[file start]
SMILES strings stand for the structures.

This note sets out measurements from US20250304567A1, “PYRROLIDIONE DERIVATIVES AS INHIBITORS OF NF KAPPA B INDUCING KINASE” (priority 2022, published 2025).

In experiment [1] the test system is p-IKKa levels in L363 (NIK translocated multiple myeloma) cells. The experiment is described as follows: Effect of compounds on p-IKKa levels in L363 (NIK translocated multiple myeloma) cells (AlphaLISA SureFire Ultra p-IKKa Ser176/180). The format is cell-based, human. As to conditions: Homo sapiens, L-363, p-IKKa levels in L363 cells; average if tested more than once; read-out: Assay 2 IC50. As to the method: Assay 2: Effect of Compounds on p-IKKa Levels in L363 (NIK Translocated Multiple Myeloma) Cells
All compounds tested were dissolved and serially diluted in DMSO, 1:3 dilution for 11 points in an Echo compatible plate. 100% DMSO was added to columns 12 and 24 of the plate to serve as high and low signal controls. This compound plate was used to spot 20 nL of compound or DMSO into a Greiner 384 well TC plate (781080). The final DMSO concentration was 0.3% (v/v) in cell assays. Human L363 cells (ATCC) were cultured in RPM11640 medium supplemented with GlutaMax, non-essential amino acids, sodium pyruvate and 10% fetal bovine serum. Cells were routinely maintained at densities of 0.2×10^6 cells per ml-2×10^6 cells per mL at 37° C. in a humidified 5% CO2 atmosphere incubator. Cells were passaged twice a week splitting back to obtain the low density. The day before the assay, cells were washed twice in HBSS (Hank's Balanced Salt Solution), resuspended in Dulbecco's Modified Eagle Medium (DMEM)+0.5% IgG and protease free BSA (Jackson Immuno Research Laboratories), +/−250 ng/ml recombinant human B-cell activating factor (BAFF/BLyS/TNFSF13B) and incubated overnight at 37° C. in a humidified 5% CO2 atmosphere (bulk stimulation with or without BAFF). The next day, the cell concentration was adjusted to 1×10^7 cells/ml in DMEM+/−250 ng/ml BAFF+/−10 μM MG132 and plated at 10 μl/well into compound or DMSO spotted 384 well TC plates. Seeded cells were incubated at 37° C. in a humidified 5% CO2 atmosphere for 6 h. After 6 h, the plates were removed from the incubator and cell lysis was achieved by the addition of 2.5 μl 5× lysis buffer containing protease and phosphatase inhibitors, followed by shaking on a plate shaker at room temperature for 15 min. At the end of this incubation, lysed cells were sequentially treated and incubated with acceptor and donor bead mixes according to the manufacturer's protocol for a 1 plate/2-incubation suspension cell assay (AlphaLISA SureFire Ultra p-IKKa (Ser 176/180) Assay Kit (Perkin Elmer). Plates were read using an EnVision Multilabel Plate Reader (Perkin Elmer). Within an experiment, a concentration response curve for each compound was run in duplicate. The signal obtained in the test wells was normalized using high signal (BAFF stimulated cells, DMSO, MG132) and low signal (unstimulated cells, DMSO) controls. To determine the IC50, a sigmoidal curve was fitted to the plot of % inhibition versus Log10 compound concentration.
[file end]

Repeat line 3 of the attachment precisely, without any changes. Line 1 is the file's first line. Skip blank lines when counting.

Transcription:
In experiment [1] the test system is p-IKKa levels in L363 (NIK translocated multiple myeloma) cells. The experiment is described as follows: Effect of compounds on p-IKKa levels in L363 (NIK translocated multiple myeloma) cells (AlphaLISA SureFire Ultra p-IKKa Ser176/180). The format is cell-based, human. As to conditions: Homo sapiens, L-363, p-IKKa levels in L363 cells; average if tested more than once; read-out: Assay 2 IC50. As to the method: Assay 2: Effect of Compounds on p-IKKa Levels in L363 (NIK Translocated Multiple Myeloma) Cells